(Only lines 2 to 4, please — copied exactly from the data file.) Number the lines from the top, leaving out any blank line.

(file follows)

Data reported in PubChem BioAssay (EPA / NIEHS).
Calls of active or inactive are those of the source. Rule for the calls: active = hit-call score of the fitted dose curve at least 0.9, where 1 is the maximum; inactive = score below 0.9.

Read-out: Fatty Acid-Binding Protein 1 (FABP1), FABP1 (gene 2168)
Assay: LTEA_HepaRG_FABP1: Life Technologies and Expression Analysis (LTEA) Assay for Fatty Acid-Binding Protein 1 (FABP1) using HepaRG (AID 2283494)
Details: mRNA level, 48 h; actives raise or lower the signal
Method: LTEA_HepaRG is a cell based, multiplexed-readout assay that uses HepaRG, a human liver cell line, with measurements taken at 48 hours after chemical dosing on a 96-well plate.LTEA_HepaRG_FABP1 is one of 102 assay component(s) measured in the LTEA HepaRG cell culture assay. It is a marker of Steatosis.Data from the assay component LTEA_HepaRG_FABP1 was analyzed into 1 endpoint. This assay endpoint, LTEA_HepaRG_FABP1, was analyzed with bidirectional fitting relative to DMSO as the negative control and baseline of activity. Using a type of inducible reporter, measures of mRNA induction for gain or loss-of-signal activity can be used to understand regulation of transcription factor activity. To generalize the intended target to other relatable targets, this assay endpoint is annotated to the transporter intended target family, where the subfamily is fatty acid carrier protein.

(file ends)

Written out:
Calls of active or inactive are those of the source. Rule for the calls: active = hit-call score of the fitted dose curve at least 0.9, where 1 is the maximum; inactive = score below 0.9.

Read-out: Fatty Acid-Binding Protein 1 (FABP1), FABP1 (gene 2168)
Assay: LTEA_HepaRG_FABP1: Life Technologies and Expression Analysis (LTEA) Assay for Fatty Acid-Binding Protein 1 (FABP1) using HepaRG (AID 2283494)